The Secret to Contract Success

business-vs-personal

In “Business vs. Personal” (December 2019), SN explored different perspectives on K-12 school foodservice contract management experiences. Detractors of this operational approach cite numerous examples in which a school district and its foodservice vendor parted ways, claiming broken financial promises or even fiscal malfeasance. There’s one simple way to keep relationships positive and productive: School districts must monitor the contracts.

Indeed, the law states very clearly that the school district remains responsible for compliance with National School Lunch and School Breakfast Program (NSLP/SBP) regulations even if it contracts out the foodservice operation and many of the administrative tasks. It is the responsibility of someone working for the local education agency (LEA), which is the school food authority (SFA) to oversee the work of the contract management company, including all data. “It’s in contract compliance where things tend to fall apart,” declares Barry Sackin, SNS, a longtime school nutrition consultant and procurement specialist.

In many school districts, however, one factor in making the choice to contract foodservice in the first place is because there is no one at the district level with the expertise (and/or time) to provide oversight on procurement, commodity processing, menu planning, food prep, service, reimbursements, staff training requirements and the many other aspects of managing the complex federal school meal programs. For some districts, if they had the capability to audit the contractor’s work, they might as well manage the foodservice operation itself.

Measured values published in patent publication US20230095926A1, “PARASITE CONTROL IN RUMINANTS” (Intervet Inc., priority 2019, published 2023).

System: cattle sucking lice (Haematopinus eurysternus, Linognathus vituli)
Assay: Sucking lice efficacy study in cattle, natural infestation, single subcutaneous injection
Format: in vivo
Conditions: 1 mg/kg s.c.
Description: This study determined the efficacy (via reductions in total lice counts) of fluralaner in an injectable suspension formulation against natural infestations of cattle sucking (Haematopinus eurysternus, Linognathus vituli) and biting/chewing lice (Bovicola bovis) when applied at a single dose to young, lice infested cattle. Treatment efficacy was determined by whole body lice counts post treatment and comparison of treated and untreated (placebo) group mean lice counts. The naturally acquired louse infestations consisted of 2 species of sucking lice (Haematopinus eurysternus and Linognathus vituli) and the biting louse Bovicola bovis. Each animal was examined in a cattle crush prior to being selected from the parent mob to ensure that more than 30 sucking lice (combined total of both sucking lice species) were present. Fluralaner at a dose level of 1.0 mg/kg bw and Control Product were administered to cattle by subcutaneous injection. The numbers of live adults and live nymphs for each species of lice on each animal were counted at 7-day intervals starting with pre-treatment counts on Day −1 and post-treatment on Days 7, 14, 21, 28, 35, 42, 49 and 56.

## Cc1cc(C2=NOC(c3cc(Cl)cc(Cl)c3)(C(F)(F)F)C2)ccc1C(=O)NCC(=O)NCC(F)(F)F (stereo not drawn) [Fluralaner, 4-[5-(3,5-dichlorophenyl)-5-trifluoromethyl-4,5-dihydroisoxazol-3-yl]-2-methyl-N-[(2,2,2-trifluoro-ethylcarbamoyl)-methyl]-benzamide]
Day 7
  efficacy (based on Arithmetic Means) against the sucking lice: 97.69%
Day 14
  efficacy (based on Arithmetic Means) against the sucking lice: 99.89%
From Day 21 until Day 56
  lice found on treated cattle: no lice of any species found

Beyond the staffing limitations common to most small school districts, another barrier in contract compliance comes in the fundamental attitude toward school nutrition. “Those of us who are committed to self-operation are also committed to the idea that school meals are part of the education day,” explains Sackin. “Districts that outsource, often do so because they see foodservice as a business function. They don’t look at it as a key to the core mission of education.”

Kathleen Poor, CDM, SNS, a 27-year veteran of Aramark now working in a self-operated district, affirms this perception. “Many of the contracts I managed, the districts didn’t want to have anything to do with the foodservice business,” she recounts. “They just wanted to focus on the education of the students.”

Nonetheless, “It is very important that SFAs follow proper procurement and that they manage their contract,” says Rose Tricario, director, New Jersey Department of Agriculture, Division of Food & Nutrition. “It’s critical that they work and communicate with the management company to ensure a successful foodservice program.”

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